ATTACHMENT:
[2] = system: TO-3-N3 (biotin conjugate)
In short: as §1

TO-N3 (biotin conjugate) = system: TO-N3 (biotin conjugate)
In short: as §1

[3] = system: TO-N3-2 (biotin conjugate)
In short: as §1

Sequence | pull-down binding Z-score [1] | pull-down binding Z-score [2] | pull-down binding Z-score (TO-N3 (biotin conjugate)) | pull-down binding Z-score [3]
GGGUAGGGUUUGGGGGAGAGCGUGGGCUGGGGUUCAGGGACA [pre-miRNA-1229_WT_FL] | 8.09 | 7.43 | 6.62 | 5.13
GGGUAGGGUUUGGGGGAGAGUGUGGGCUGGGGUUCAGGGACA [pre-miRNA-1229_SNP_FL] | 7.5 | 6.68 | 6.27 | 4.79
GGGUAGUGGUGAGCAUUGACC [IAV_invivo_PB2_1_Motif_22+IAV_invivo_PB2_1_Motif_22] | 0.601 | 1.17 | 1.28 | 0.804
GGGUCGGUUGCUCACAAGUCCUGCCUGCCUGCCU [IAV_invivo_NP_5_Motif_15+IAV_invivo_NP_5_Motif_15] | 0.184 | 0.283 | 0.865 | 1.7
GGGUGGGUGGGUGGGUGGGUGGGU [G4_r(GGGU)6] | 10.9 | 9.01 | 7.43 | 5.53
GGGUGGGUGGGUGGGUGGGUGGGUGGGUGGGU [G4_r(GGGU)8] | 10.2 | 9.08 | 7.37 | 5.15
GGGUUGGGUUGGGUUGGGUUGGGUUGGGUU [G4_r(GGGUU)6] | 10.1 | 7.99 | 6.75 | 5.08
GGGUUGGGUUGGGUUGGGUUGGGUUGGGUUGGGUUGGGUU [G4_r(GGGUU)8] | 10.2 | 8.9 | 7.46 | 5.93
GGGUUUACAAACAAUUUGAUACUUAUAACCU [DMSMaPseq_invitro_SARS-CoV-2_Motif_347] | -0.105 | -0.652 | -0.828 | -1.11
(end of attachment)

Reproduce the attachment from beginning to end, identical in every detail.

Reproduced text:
[2] = system: TO-3-N3 (biotin conjugate)
In short: as §1

TO-N3 (biotin conjugate) = system: TO-N3 (biotin conjugate)
In short: as §1

[3] = system: TO-N3-2 (biotin conjugate)
In short: as §1

Sequence | pull-down binding Z-score [1] | pull-down binding Z-score [2] | pull-down binding Z-score (TO-N3 (biotin conjugate)) | pull-down binding Z-score [3]
GGGUAGGGUUUGGGGGAGAGCGUGGGCUGGGGUUCAGGGACA [pre-miRNA-1229_WT_FL] | 8.09 | 7.43 | 6.62 | 5.13
GGGUAGGGUUUGGGGGAGAGUGUGGGCUGGGGUUCAGGGACA [pre-miRNA-1229_SNP_FL] | 7.5 | 6.68 | 6.27 | 4.79
GGGUAGUGGUGAGCAUUGACC [IAV_invivo_PB2_1_Motif_22+IAV_invivo_PB2_1_Motif_22] | 0.601 | 1.17 | 1.28 | 0.804
GGGUCGGUUGCUCACAAGUCCUGCCUGCCUGCCU [IAV_invivo_NP_5_Motif_15+IAV_invivo_NP_5_Motif_15] | 0.184 | 0.283 | 0.865 | 1.7
GGGUGGGUGGGUGGGUGGGUGGGU [G4_r(GGGU)6] | 10.9 | 9.01 | 7.43 | 5.53
GGGUGGGUGGGUGGGUGGGUGGGUGGGUGGGU [G4_r(GGGU)8] | 10.2 | 9.08 | 7.37 | 5.15
GGGUUGGGUUGGGUUGGGUUGGGUUGGGUU [G4_r(GGGUU)6] | 10.1 | 7.99 | 6.75 | 5.08
GGGUUGGGUUGGGUUGGGUUGGGUUGGGUUGGGUUGGGUU [G4_r(GGGUU)8] | 10.2 | 8.9 | 7.46 | 5.93
GGGUUUACAAACAAUUUGAUACUUAUAACCU [DMSMaPseq_invitro_SARS-CoV-2_Motif_347] | -0.105 | -0.652 | -0.828 | -1.11